Referring generally to FIG. 4, the through-panel connector 22 has a housing 58 to house the various components of the through-panel connector 22. The housing 58 may be comprised of a metal, plastic material or a composite, or an assembly of such materials. The four bolts 40 used to secure the through-panel connector 22 to the enclosure 16 are secured to the housing 58. In the illustrated embodiment, the exterior connector portion 32 of the through-panel connector 22 comprises two external connectors 60. In the illustrated embodiment, each external connector 60 is a mini-change connector 60. The illustrated “mini-change” connectors 60 have twelve terminations 62 configured to matingly engage twelve terminations (not shown) in the electric cable 24. However, other types of connectors using a greater or lesser number of terminations can be used. In the illustrated embodiment, a power light 64 is provided to indicate that power is being supplied to the through-panel connector 22. Additionally, each external connector 60 has an associated nameplate 66 to identify the connector 60. The housing 58 may have other nameplates to identify the product or module.
In the illustrated embodiment, the two external connectors 60 are electrically coupled to both the latch connector 46 and the terminal block 48. Typically, the through-panel connector 22 is configured so that a number of I/O modules 14 are coupled to one external connector 60 and the remaining I/O modules 14 are coupled to the other external connector 60. However, the through-panel connector 22 may be configured in a variety of configurations. For example, all of the I/O modules 14 can be coupled by through-panel connector 22 to a single exterior connector. Additionally, through-panel connector 22 can be configured such that external power from the terminal block 48 is coupled to one or more external connectors 60. Alternatively, the external connectors 60 can be coupled to the latch connector 46 alone, the terminal block 48 also being coupled to the latch connector 46. Additionally, a greater or lesser number of external connectors can be used.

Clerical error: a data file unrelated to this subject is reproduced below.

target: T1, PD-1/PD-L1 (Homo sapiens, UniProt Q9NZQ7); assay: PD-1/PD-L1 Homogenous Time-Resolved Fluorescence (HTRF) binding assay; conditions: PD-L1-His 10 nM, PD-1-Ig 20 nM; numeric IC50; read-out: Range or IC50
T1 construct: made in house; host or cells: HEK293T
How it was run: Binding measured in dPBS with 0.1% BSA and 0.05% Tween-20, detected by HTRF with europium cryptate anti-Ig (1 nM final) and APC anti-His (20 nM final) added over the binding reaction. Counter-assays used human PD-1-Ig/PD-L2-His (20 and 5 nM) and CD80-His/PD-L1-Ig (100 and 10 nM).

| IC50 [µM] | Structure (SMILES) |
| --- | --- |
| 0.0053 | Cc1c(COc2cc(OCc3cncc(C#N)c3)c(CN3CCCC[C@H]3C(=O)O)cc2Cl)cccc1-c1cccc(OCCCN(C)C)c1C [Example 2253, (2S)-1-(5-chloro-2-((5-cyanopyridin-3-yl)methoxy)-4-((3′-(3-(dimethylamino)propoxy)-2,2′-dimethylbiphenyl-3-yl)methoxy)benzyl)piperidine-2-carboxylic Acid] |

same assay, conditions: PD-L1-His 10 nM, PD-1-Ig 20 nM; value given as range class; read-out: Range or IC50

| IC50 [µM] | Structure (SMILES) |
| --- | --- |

To couple the I/O modules 14 to a distribution block 18, one external cable 24 is connected to a mini-change connector 60 and routed to the distribution block 18. Another external cable 24 can be routed to a second distribution block 18, if used. Alternatively, two external cables 24 can be routed to a single distribution block 18. Additionally, a single external cable can be configured to connect to both of the mini-change connectors 60 and routed to a single distribution block 18.
Referring generally to FIG. 5, the latch connector 46 and the terminal block 48 are mounted and electrically coupled to a first circuit board 68. The two mini-change connectors 60 are mounted and electrically coupled to a second circuit board 70. Four stand-offs 72 and four clips 74 are used to secure the first and second circuit boards to the housing 58. The clips 74 hold the first circuit board 68 against the stand-offs 72. The stand-offs 72 maintain the first and second circuit boards separated. Each stand-off 72 and clip 74 may be different parts of a single device. Furthermore, a greater or lesser number of stand-offs 72 and clips 74 may be used, as appropriate. Additionally, the first circuit board 68 is electrically coupled to the second circuit board 70 by a flexible jumper 76.